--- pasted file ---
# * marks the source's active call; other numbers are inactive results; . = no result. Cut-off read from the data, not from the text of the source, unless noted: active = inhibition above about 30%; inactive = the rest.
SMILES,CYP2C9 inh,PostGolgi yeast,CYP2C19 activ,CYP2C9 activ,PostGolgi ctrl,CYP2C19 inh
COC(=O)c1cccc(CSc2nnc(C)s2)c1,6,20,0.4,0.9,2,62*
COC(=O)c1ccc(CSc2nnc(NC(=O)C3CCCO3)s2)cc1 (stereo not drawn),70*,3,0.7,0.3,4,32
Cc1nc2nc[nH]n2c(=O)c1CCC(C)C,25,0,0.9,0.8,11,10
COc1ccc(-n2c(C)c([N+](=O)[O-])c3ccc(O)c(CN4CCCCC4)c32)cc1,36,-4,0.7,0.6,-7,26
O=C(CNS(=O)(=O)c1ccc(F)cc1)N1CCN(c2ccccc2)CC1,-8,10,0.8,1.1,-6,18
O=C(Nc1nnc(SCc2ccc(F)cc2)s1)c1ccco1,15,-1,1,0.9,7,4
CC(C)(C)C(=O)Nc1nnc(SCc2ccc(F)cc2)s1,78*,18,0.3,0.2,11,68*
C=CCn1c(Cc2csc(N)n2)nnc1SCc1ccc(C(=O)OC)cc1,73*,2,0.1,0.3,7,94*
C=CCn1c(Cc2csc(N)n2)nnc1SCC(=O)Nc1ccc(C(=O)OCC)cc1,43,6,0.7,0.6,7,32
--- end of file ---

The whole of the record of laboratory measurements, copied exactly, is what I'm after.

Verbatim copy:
# * marks the source's active call; other numbers are inactive results; . = no result. Cut-off read from the data, not from the text of the source, unless noted: active = inhibition above about 30%; inactive = the rest.
SMILES,CYP2C9 inh,PostGolgi yeast,CYP2C19 activ,CYP2C9 activ,PostGolgi ctrl,CYP2C19 inh
COC(=O)c1cccc(CSc2nnc(C)s2)c1,6,20,0.4,0.9,2,62*
COC(=O)c1ccc(CSc2nnc(NC(=O)C3CCCO3)s2)cc1 (stereo not drawn),70*,3,0.7,0.3,4,32
Cc1nc2nc[nH]n2c(=O)c1CCC(C)C,25,0,0.9,0.8,11,10
COc1ccc(-n2c(C)c([N+](=O)[O-])c3ccc(O)c(CN4CCCCC4)c32)cc1,36,-4,0.7,0.6,-7,26
O=C(CNS(=O)(=O)c1ccc(F)cc1)N1CCN(c2ccccc2)CC1,-8,10,0.8,1.1,-6,18
O=C(Nc1nnc(SCc2ccc(F)cc2)s1)c1ccco1,15,-1,1,0.9,7,4
CC(C)(C)C(=O)Nc1nnc(SCc2ccc(F)cc2)s1,78*,18,0.3,0.2,11,68*
C=CCn1c(Cc2csc(N)n2)nnc1SCc1ccc(C(=O)OC)cc1,73*,2,0.1,0.3,7,94*
C=CCn1c(Cc2csc(N)n2)nnc1SCC(=O)Nc1ccc(C(=O)OCC)cc1,43,6,0.7,0.6,7,32